Don’t expect to find a single title here. There’s a lot of info for me to gather. Right now, I’m reading:
- Slavery and the Churches in Early America — 1619 to 1819 (Lester B. Scherer): Copyrighted in 1975, it was on my shelf for quite a while. In keeping with the standard genealogy research method of working backwards from the most recent to the most historic data, I’m reading this book in reverse order. I had started to read it from the beginning; but I just wasn’t feeling it. Then when I just happened to look at the TOC page, it occurred to me to take the genealogical approach. From a genealogical standpoint, it seems more relevant when I try to imagine my ancestors who lived during the time that I’ll be reading about. I’m considering creating a timeline based on the major contents of the chapters. I’m also paying close attention to the bibliographic notes at the ends of the chapters. So far, I haven’t come across any known titles by Black authors. I’m hoping to find some representation of African American research. But it’s really not surprising that I haven’t. Just goes to prove that age-old saying that, “Sunday morning at 11:00 is the most segregated hour in America.”
- Destruction of Black Civilization: Great Issues of a Race From 4500 B.C. To 2000 A.D. (Chancellor Williams): This is more of a cover-to-cover read for my purposes. My eyes are being opened; and my consciousness sharpened.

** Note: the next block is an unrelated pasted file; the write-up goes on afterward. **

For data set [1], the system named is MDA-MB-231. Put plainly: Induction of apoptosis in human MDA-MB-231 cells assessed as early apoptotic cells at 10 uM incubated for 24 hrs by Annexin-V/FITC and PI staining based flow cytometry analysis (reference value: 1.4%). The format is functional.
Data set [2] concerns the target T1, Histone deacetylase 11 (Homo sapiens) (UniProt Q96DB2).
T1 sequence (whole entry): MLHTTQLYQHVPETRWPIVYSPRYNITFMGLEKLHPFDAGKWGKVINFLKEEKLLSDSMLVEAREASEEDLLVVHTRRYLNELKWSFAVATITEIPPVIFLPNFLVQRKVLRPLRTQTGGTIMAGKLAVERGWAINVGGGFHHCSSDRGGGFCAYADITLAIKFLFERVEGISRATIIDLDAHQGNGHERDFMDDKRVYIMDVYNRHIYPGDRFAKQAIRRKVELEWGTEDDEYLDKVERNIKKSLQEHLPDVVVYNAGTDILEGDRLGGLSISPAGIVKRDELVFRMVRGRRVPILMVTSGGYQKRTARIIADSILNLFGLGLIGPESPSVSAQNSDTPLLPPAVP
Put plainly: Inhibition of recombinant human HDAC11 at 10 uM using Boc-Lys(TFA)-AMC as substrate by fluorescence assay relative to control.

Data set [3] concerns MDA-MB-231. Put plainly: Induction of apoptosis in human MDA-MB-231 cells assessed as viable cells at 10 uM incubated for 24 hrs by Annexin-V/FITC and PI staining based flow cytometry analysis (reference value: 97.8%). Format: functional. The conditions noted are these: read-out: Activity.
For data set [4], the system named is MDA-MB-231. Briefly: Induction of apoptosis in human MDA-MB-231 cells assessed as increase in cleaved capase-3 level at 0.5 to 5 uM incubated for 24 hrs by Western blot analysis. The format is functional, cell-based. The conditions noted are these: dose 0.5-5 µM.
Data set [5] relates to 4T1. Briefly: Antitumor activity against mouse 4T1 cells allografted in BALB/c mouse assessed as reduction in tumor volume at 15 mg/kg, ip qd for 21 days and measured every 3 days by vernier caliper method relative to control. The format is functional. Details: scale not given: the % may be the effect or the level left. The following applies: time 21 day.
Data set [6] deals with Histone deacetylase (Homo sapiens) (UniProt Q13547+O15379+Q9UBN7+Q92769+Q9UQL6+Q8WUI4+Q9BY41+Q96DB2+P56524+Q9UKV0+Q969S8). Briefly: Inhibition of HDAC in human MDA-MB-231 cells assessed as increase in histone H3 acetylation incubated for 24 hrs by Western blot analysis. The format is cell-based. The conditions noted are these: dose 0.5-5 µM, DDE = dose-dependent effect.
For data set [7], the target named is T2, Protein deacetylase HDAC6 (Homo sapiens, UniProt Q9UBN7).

Following are seven questions upon which Dr. Williams based his research. I’ve also found that I get more out studying and research when I read with the intent of finding answers to specific questions. I’m hopeful that this volume will provide some insight into my primary reason for this study. My list of questions is not as long as Dr. Williams’; but, in a nutshell, it centers around my ancestors’ spirituality and the forcing of the European belief system upon them. Dr. Williams’ thought-provoking questions are as follows:
- How did all-black Egypt become all-white Egypt? (Note at this point that mulattoes were classified as white in Egypt, all North Africa, and the Middle East — a fact that still confuses Blacks in the United States where the very opposite policy was adopted.)
- What were some of the specific details in the process that so completely blotted out the achievements of the African race from the annals of history — just how could this be done on such a universal scale?
- How and under what circumnstances did Africans, among the very first people to invent writing, lose this art almost completely?
- Is there a single African race, one African people?
- If we are one race or one people, how do you explain the numerous languages, cultural varieties and tribal groupings?
- Since, as it seemed to me there is far more disunity, self-hatred and mutual antagonisms among Blacks than any other people, is there a historical explanation for this?
- And how, in puzzling contrast, is the undying love of Blacks for their Europeans and Asian conquerors and enslavers explained?